The Cannes train station was packed on Saturday morning as I made my way with a souvenir-stuffed suitcase and a veritable library on my back toward the train that would take me to Montpellier and on to Barcelona for my Richter Research Project. In Barcelona, my research examines the relationship between nationalized Catholicism, Catalan nationalism, and parish church architecture in the 1950s and early 1960s. Research, however, was far from my mind as the heat of the gare and my anti-pickpocket guard were both stifling my physical and mental agility.
Taking a seat on a bench, I exchanged an all at once miffed and yet unbelievably excited look with Drew, a friend and fellow train-traveller who was headed to Spain for a pilgrimage trip down the Camino de Santiago. It was then that a very elegant and indeed friendly elderly French dame, accompanied by her husband in his fauteil, begged my pardon so that she might sit down, insisting that we share the small seat rather than having me stand.
Although my mind was not yet reeling in the world of 1950’s Spain, my new French companion brought me back on track when she discovered that our destination was Barcelona. Madame proceeded to tell me of her own visit to Barcelone when she was but 20 years old. Without the slightest prompting, she told of her distaste for the Franco regime and the oppressiveness of nationalized Catholicism, remarking that when she had arrived in Spain many decades ago wearing capri pants she was made aware of her grave offense with a thrash on the ankles by an elderly Spaniard. What a perfect segue to my research project!
After passing twelve hours of Saturday traveling and most of Sunday starving (the supermercado is closed on the Sabbath), I headed out bright and early on Monday morning to the Biblioteca de Catalunya to begin my preliminary quest.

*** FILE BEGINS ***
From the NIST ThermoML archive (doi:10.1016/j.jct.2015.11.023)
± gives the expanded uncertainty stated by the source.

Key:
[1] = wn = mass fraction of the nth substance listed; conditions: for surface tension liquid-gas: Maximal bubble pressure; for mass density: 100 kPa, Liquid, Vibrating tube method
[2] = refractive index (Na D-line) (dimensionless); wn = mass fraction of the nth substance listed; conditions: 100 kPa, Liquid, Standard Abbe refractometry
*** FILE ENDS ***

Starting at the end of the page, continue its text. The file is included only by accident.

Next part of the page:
After presenting my passport and proof of research, I was granted my very own library card that allows me five years of access to the very well-guarded collections at the BC. All of which would have been perfect if I only knew what to do next.
There are a few things one learns when using a research library for the first time. Indeed, the only survival tool is that of imitation; that is, follow the other researchers and copy their movements and, when in doubt, seek out the most sympathetic-looking member of the staff and discreetly ask for help.
After two days of trial and error (don’t ever mark pages with sticky notes!), I had as good of control of the collections as any of the other grim-faced researchers and left the library Tuesday afternoon with a plan of action for Wednesday’s research. Little did I know that Spain had other plans in mind.
For those unfamiliar with Spanish culture, every year the Summer Solstice is celebrated with the Festival of San Juan, which is, for lack of a better description, a night of mayhem and superstition that culminates with thousands flocking to the beaches for merrymaking and experimental research the likes of which the Biblioteca de Catalunya has never seen. All of Barcelona can be found on the streets and beaches setting off fireworks, drinking to excess, and avoiding pick-pockets with full knowledge that the following day is a national holiday, perhaps the Spanish government’s way of easing those post-Sangria headaches experienced by locals and tourists alike.
In any event, even the librarians enjoy a good party now and then, so my third research day in Spain was spent away from the BC. Although I was discouraged at first, an impromptu metro trip to Gaudi’s Sagrada Familia placated any lingering disappointment over the lost day. With Barcelona all around me, I admit I wasn’t too heartbroken to be out in the sunshine that afternoon.
With this entry stretching longer and longer and the smells from the street below becoming more and more enticing to my growing appetite, I leave this tale of bibliotecas and Barcelona to be finished another day. I leave you with a photo that provides an amusing taste of the ever-palatable Catalan nationalist movement for those who are interested!